Achilles tendonitis or tendinopathy treatment plan

Achilles tendinopathy

treatment plan

The Exakt Health App contains treatment plans for both insertional and mid-portion Achilles tendonitis/tendinopathy.

Research-based treatment plan

Current research shows that a carefully graded strength training program is the most effective way to treat Achilles tendonitis/tendinopathy.

If you Google it, you’ll find plenty of advice about what exercises to do and different suggestions on how to do them. But, how do you know what is right for you? What exercises should you be doing, how many repetitions, and how often? 

The Exakt Health app provides these answers

  • The app guides you safely from when your Achilles first becomes painful to a full return to sport.
  • The Achilles tendinopathy treatment plan contains evidence-based exercises with clear guidance on reps, sets and frequency.
  • The app adapts the program according to your feedback and specific needs.
  • It implements a walk/run program for a safe return to running.
  • We’ve also included a maintenance program to prevent re-injury.
Achilles Tendinopathy Treatment Plan Activities Dashboard
Achilles Tendinopathy Injury Details

The app teaches you about Achilles tendinopathy

Understanding what caused your Achilles tendinopathy, how it heals, and when to see a doctor helps you plan your recovery better and prevent re-injury.

Anatomy of the calf muscles and Achilles tendon.Your Achilles tendon is the thick tendon in the back of your heel that connects your calf muscles to your heel bone.

Achilles tendinopathy or tendonitis is an overuse injury that develops when you increase the volume of your activities too quickly or beyond the tendon’s capacity. It can also occur when you don’t allow the tendon to recover between hard training sessions fully.

The Achilles tendon is sensitive to compression forces at the point where it inserts into the heel bone. Excessive compression can play a significant role in causing insertional Achilles tendinopathy.

There is one main difference between treating mid-portion and insertional Achilles tendinopathy. Namely, you have to limit the compression forces during the early stages of rehab for insertional cases.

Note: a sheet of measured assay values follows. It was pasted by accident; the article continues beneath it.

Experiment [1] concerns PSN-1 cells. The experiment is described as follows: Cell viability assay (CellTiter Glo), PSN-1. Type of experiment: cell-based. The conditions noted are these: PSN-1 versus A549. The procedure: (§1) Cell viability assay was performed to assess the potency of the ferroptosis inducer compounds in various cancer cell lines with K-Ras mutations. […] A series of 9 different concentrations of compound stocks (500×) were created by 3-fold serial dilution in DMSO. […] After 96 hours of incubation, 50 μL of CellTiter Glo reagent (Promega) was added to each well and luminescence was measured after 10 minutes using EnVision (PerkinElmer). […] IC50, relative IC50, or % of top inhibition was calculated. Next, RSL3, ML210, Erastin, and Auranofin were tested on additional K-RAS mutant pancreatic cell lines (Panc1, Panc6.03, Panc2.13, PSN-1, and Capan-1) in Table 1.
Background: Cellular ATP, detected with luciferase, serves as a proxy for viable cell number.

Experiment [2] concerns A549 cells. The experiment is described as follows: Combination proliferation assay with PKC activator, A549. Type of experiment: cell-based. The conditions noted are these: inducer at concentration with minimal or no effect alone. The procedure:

You can do this easily by avoiding exercises that dorsiflex your ankle too much (when your toes move towards your shin). We’ll discuss this in more detail in the rehab stages coming up next.

When you have mid-portion Achilles Tendinopathy, you will feel the pain in the tendon about 5cm above the heel bone. The tendon is usually tender when pinched. You may even see or feel a thickened bump in the area where you feel the pain.
 
The first time runners usually notice Achilles pain is towards the end of a training session or a few hours after a run.
 
In most cases, the Achilles is stiff in the morning but then warms up as the day goes on. However, in severe cases, your tendon may remain painful and make you hobble on your foot throughout the day.
 
Other symptoms include:
  • Stiffness and discomfort are felt at the beginning of a run and disappear as the tendon warms up. However, the pain may return worse than before a few hours later.
  • In more advanced cases, constant pain may stop you from running, and even walking might hurt.
  • Calf and Achilles stretches may bring relief at first, but they usually make your symptoms worse later in the day.
Not everyone will have the same or typical symptoms and some people only report a lump in the tendon, without any symptoms. This is known as silent tendinopathy. You can still benefit from our rehabilitation program if you have silent tendinopathy. However, please consult a medical professional first to confirm your diagnosis.